by Melinda Beck -
Skye Lucas tested in the gifted range in preschool. But she fell behind her kindergarten classmates when they started reading. Then, like many other dyslexic children in Manhattan private schools, she was subtly asked to leave.
Getting “kicked out,” as Ms. Lucas puts it, was a blessing in disguise. She spent the next two years at the Windward School in nearby White Plains, one of several schools that specialize in helping students with language-based learning disabilities return to the mainstream.
Windward uses a “multi-sensory approach to teaching symbol-sound correlations,” says head of school John D. Russell, who says Windward has ten times more applicants than it can accept, especially in the fourth grade when many bright kids first encounter reading trouble.
Windward’s program is based on Orton-Gillingham approach, an intensive, sequential phonics-based system designed to teach kids who can’t read well skills that help them compensate. As Ms. Lucas puts it, “I learned to crack the code.”
She returned to a traditional school for third grade—less anxious and more focused. “Dyslexia doesn’t just go away—I’m always going to have it,” Ms. Lucas says. “But I actually do enjoy reading now.” She also uses flash cards in every subject to help study. She looks up words on an online dictionary, and she gets extra time on tests and quizzes “because it takes me longer to read the directions and process the problems in my head. And I’m allowed to misspell words because of my disability. “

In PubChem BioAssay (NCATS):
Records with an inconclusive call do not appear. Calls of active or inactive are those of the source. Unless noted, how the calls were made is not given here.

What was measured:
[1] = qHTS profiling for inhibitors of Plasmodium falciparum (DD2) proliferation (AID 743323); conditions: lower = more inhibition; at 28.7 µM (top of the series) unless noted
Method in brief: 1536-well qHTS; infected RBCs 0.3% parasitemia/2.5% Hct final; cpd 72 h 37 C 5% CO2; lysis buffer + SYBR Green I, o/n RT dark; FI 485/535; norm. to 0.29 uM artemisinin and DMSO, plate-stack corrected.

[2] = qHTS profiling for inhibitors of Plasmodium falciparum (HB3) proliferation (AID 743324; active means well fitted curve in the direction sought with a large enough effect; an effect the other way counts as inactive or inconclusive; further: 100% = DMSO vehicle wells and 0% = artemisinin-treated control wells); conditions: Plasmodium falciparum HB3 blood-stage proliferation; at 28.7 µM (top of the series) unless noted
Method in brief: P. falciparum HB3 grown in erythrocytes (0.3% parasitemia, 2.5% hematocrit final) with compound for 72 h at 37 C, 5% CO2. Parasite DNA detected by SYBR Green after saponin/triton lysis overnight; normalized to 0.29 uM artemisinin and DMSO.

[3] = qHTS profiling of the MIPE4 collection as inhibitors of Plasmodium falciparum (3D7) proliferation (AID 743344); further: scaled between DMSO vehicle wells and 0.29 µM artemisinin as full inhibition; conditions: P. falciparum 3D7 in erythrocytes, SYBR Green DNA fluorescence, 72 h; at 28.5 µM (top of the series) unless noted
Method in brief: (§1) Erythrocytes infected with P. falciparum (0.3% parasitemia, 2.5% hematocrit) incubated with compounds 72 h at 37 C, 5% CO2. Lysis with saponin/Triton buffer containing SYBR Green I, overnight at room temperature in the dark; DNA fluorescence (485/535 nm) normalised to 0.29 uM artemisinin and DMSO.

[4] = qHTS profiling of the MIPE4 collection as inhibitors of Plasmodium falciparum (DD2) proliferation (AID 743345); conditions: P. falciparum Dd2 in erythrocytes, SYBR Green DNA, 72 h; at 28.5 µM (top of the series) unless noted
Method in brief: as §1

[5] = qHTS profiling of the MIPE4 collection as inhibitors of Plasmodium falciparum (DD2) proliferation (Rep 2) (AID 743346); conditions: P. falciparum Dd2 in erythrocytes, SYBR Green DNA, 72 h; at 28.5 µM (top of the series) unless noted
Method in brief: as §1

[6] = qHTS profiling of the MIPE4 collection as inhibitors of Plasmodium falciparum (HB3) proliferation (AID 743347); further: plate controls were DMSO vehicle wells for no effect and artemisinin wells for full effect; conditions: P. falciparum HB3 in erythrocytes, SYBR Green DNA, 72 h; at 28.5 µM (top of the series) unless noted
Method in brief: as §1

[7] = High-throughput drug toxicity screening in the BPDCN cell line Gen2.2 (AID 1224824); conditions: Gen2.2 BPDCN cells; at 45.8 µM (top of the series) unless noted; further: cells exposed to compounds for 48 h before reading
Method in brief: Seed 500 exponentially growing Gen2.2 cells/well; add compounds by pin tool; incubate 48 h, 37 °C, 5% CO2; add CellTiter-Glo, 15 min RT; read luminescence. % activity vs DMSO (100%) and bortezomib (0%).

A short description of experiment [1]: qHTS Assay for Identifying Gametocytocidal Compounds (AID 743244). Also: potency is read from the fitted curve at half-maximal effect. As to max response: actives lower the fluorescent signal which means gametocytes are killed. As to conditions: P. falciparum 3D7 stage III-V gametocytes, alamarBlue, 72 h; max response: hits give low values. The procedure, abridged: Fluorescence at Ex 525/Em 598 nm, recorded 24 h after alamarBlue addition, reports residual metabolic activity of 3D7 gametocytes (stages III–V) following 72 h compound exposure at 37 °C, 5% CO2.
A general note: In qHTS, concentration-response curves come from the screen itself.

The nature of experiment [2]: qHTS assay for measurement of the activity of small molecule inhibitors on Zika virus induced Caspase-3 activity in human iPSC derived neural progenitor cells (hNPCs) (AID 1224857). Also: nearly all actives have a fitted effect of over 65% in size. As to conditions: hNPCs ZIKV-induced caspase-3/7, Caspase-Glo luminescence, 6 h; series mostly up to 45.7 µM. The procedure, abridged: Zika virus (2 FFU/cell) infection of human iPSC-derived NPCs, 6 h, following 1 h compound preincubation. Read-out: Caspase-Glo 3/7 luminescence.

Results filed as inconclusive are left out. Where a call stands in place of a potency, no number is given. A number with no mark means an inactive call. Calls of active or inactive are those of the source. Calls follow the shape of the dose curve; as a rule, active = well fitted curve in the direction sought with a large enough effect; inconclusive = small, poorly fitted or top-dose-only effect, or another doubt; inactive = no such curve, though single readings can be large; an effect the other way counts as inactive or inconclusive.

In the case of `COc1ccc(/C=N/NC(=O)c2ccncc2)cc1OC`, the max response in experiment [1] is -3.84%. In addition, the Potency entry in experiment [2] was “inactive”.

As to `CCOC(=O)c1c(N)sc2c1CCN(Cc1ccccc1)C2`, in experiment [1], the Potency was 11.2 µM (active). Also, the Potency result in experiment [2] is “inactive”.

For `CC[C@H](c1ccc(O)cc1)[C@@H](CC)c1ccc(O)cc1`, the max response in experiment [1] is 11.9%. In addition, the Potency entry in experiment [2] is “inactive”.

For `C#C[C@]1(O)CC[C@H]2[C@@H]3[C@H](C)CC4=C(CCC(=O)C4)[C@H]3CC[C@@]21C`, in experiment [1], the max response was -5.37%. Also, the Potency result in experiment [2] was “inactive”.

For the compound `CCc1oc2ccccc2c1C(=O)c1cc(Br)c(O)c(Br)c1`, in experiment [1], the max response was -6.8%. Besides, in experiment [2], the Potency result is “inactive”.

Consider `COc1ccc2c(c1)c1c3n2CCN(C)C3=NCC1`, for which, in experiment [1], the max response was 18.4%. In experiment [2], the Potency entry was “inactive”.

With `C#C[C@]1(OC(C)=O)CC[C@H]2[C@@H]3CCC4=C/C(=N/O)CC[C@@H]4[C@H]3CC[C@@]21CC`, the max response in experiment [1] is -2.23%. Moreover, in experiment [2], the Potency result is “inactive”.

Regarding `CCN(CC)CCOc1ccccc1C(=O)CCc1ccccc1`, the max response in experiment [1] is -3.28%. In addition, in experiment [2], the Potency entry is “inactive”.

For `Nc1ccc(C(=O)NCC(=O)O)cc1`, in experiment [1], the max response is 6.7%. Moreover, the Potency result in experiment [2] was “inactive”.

Some people think such “accommodations” give students with dyslexia an unfair advantage—“But it just levels the playing field for these kids,” says Ms. Lucas’ mother, Geralyn Lucas. “For my daughter to get an A, she has to work four times as hard.”
Ms. Lucas did get straight A’s this year in eighth grade, and got into every high school she applied to. “I talked about my dyslexia in my interviews—I think it’s a big part of me, “ she says. “She thinks Socrates had dyslexia—because he made Plato write things down for him,” says Ms. Lucas’ mother.
Dyslexia is also a big part of the Lucas family’s life. Ms. Lucas’ younger brother is now at the Windward School and when she was diagnosed with dyslexia, her father, an orthopedic surgeon, suddenly understood why he’d always struggled with reading too. He even tried to enter “Whyte” Plains in the car’s GPS when they first visited Windward.
Read more at A Gifted Student Learns to Live with Dyslexia.
[Via The Juggle]